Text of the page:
the formal planning. Adrian Slywotzky showed how changes in the business environment are reflected in value migrations between industries.[52] "Strategic drift" is a gradual change that occurs so subtly that it is not noticed until it is too late. visionary. "transformational change" is sudden and radical. a hybrid of the other schools organized into stages. The second group. negotiation. The third and final group consists of one school. rather than prescribing optimal plans or positions. Richard Pascale (Pascale. i. organizational life cycles. . and analytical positioning. and within companies. In 1990. between companies. The first group is normative. Mintzberg developed these five types of management strategy into 10 “schools of thought” and grouped them into three categories. By contrast. or “episodes”. The point where a new trend is initiated is called a "strategic inflection point" by Andy Grove. In “Profit Patterns” (1999) he described businesses as being in a state of strategic anticipation as they try to spot emerging patterns. R. He called the approach to discovering the emerging markets for disruptive technologies agnostic marketing. or companies within the conceptual framework of consumers or other stakeholders – strategy determined primarily by factors outside the firm Strategy as perspective – strategy determined primarily by a master strategist • In 1998. Charles Handy identified two types of change. It is typically caused by discontinuities (or exogenous shocks) in the business environment. We tend to depend on what worked yesterday and refuse to let go of what worked so well for us in the past. In 1996. consisting of six schools.[53] His famous maxim is “Nothing fails like success” by which he means that what was a strength yesterday becomes the root of weakness today. products.• • Strategy as pattern – a consistent pattern of past behaviour – realized rather than intended Strategy as position – locating of brands. Clayton Christensen (1997) took the position that great companies can fail precisely because they do everything right since the capabilities of the organization also define its disabilities. marketing under the implicit assumption that no one – not the company. They must encourage a creative process of self-renewal based on constructive conflict. corporate culture and business environment. is more concerned with how strategic management is actually done.[54] He claimed that recognizing the patterns behind these value migrations is necessary if we wish to understand the world of chaotic change.[56] Christensen's thesis is that outstanding companies lose their market leadership when confronted with disruptive technology. learning/adaptive/emergent. It consists of the schools of informal design and conception. To avoid this trap. the configuration or transformation school. not the customers – can know how or in what quantities a disruptive product can or will be used without the experience of using it. Prevailing strategies become self-confirming..[51] In 1989.e. 1990) wrote that relentless change requires that businesses continuously reinvent themselves.[55] In 1997. Inflection points can be subtle or radical. Slywotsky and his team identified 30 patterns that have transformed industry after industry. businesses must stimulate a spirit of inquiry and healthy debate. cognitive. The six schools are entrepreneurial.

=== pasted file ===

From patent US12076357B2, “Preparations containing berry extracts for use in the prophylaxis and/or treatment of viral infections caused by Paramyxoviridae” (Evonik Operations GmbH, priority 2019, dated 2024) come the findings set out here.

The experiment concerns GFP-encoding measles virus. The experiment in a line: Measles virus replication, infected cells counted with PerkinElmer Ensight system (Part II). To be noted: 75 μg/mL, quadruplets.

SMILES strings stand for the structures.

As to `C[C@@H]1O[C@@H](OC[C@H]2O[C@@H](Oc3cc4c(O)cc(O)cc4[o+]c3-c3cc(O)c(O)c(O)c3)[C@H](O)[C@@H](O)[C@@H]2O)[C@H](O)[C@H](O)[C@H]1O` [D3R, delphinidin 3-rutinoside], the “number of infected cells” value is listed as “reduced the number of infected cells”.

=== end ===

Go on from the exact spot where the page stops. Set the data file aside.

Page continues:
and reconfigure internal and external competencies to address rapidly changing environments". however the profitability of what he called “information float” (information that the company had and others desired) would disappear as inexpensive computers made information more accessible. In 1984.[62] A number of strategists use scenario planning techniques to deal with change. According to Pierre Wack. Strategic management is planned and emergent. integrated process requiring continuous reassessment and reformation. build.[59] His 1997 paper (with Gary Pisano and Amy Shuen) "Dynamic Capabilities and Strategic Management" was the most cited paper in economics and business for the period from 1995 to 2005. Moncrieff (1999) stressed strategy dynamics. Information. . J. the notion that the value of every strategy. It involves multiple agents interacting in such a way that a glimpse of structure may appear.[58] He claimed that strategy is partially deliberate and partially unplanned. Complexity is not quite so unpredictable. complexity. John Naisbitt theorized that the future would be driven largely by information: companies that managed information well could obtain an advantage. The way Peter Schwartz put it in 1991 is that strategic outcomes cannot be known in advance so the sources of competitive advantage cannot be predetermined. scenario planning is about insight. never-ending.and technology-driven strategy Peter Drucker conceived of the “knowledge worker” in the 1950s.[64] Some business planners are starting to use a complexity theory approach to strategy. that point where a trend or fad acquires critical mass and takes off. Chaos theory deals with turbulent systems that rapidly become disordered.In 1999.[61] In 2000. Instead. He described how fewer workers would do physical labor.[57] He described strategy formation and implementation as an on-going. Gary Hamel discussed strategic decay. and subtlety. David Teece pioneered research on resource-based strategic management and the dynamic capabilities perspective. Constantinos Markides reexamined the nature of strategic planning. decays over time. scenario planning is a technique in which multiple outcomes can be developed. and their likeliness of occurrence evaluated. no matter how brilliant. not about formal analysis and numbers. their implications assessed. The unplanned element comes from emergent strategies that result from the emergence of opportunities and threats in the environment and from "strategies in action" (ad hoc actions across the organization). Malcolm Gladwell discussed the importance of the tipping point.[63] The fast changing business environment is too uncertain for us to find sustainable value in formulas of excellence or competitive advantage. defined as “the ability to integrate. Complexity can be thought of as chaos with a dash of order. dynamic and interactive. and more would apply their minds.[60] In 2000.